Some of this study’s limitations are related to the nature of claims records, including incorrect reporting or underreporting (e.g., undercounting of free medication samples), limited clinical detail in the ICD-9 system, and incorrect demographic information (38). Physicians and patients may underreport depression because of the stigma associated with mental disorders (39, 40), and there may be variability in physicians’ ability to diagnose depression (41). Stigma and other factors may motivate families to seek treatment outside their insurance plan, and this care would not be reflected in the claims data we used. In addition, the FDA took a series of actions over time, so the postinterruption period measures may be transitional; data over a longer period are needed to detect the durability of observed trends.

Strengths of this study include the patterns of community care observed in the data, as well as implications for future policies on drug risks. The FDA’s drug safety policy has moved toward broader and more proactive communication of new safety warnings for marketed drugs (42). The FDA has emphasized its “aggressive development of electronic health information” to directly alert patients and providers about the risks of prescription medications. The agency has issued draft recommendations for a “Drug Watch” system to disseminate emerging drug safety information as safety signals emerge and before causality is determined (43). The results of our study suggest a need for public health interventions to ease unintended but predictable changes in treatment patterns that may increase “the risk of doing nothing” (10).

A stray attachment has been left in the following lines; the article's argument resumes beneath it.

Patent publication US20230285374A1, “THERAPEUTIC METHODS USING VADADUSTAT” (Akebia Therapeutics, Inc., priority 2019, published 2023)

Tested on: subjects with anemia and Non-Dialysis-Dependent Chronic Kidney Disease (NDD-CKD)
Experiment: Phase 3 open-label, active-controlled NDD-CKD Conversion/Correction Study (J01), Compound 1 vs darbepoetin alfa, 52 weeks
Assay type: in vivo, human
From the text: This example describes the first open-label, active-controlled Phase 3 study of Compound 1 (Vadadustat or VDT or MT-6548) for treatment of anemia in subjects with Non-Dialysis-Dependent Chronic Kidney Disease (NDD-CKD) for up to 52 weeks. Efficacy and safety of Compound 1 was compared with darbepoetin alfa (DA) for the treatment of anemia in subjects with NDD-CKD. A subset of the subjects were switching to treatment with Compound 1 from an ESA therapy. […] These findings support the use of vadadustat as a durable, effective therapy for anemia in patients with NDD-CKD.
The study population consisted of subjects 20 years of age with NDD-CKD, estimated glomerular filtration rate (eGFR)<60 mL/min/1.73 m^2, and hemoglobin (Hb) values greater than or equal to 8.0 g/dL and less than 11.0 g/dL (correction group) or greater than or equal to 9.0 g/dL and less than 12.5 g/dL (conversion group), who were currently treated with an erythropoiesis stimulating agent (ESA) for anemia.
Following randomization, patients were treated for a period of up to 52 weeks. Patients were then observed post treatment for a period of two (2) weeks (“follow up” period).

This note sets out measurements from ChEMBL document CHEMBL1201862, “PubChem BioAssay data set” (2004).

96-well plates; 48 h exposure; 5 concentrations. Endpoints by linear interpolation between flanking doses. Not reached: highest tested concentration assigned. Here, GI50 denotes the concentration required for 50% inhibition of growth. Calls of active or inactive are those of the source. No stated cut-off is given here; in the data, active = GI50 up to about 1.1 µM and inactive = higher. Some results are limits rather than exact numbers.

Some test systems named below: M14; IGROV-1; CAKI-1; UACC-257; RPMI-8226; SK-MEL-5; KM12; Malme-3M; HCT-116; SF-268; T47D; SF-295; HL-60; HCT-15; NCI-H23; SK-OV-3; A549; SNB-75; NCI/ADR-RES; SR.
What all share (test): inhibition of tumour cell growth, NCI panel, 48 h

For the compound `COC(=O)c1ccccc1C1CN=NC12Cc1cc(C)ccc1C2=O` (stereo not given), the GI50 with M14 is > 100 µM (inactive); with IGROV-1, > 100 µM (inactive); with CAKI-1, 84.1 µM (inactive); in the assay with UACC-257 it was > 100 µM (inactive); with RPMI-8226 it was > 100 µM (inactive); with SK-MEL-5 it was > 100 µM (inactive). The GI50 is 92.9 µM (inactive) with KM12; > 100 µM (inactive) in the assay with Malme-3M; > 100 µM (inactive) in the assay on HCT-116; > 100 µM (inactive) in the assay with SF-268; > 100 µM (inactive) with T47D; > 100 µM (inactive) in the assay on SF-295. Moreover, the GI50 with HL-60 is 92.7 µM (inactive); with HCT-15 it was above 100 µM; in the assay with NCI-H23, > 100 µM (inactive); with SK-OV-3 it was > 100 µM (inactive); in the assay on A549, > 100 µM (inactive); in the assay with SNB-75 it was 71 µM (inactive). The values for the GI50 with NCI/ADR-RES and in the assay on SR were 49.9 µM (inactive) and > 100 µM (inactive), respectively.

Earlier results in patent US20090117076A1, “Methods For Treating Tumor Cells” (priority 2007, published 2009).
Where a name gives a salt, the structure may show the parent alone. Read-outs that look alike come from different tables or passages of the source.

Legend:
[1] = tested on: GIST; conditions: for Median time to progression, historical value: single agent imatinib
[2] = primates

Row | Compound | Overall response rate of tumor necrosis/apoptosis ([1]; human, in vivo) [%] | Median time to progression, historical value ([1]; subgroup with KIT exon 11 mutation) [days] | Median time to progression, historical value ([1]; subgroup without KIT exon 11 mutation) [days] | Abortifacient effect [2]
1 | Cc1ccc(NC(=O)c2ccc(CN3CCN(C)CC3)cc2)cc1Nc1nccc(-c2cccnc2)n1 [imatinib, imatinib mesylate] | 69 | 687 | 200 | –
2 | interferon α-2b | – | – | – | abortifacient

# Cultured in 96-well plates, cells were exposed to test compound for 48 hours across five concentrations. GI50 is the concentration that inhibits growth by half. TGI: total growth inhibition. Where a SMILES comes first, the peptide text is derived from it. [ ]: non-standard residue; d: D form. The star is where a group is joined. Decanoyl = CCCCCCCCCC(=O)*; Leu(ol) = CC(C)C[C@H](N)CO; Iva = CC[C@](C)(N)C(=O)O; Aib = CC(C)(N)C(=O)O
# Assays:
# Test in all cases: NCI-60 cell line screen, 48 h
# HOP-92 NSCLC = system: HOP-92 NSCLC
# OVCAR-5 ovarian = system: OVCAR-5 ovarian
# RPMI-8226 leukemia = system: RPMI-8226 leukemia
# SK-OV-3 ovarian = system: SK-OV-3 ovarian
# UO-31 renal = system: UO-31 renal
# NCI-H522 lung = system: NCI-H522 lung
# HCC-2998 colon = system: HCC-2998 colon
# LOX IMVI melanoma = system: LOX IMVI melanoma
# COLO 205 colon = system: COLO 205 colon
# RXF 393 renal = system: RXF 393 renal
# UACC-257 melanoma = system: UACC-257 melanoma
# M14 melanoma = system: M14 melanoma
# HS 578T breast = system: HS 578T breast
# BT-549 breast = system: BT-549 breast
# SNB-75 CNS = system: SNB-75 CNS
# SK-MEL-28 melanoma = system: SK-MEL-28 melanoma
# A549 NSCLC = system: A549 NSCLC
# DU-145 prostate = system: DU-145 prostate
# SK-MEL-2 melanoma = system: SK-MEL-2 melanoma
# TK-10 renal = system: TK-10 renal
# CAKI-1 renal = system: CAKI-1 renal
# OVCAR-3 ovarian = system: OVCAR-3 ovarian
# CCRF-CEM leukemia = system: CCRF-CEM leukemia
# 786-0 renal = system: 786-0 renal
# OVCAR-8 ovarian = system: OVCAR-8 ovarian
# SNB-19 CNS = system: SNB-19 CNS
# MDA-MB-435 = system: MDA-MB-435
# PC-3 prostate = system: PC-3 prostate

+Received Jan. 2, 2007; revision received March 6, 2007; accepted March 19, 2007. From the University of Colorado at Denver and Health Sciences Center; and the Western Psychiatric Institute and Clinics, University of Pittsburgh, Pittsburgh. Address correspondence and reprint requests to Dr. Libby, University of Colorado at Denver and Health Sciences Center, School of Medicine, Nighthorse Campbell Native Health Building, PO Box 6508, Campus Box F800, Aurora, CO 80045-0508; anne.libby@uchsc.edu (e-mail).

+Mr. Allen, Dr. Libby, Ms. Orton, Dr. Morrato, and Dr. Valuck report an unrestricted investigator-initiated research grant from Eli Lilly and Company; Dr. Valuck also is an advisory board member for Eli Lilly. Dr. Morrato has received research support from Janssen and Pfizer. Mr. Allen has received research support from GlaxoSmithKline. Dr. Brent reports no competing interests.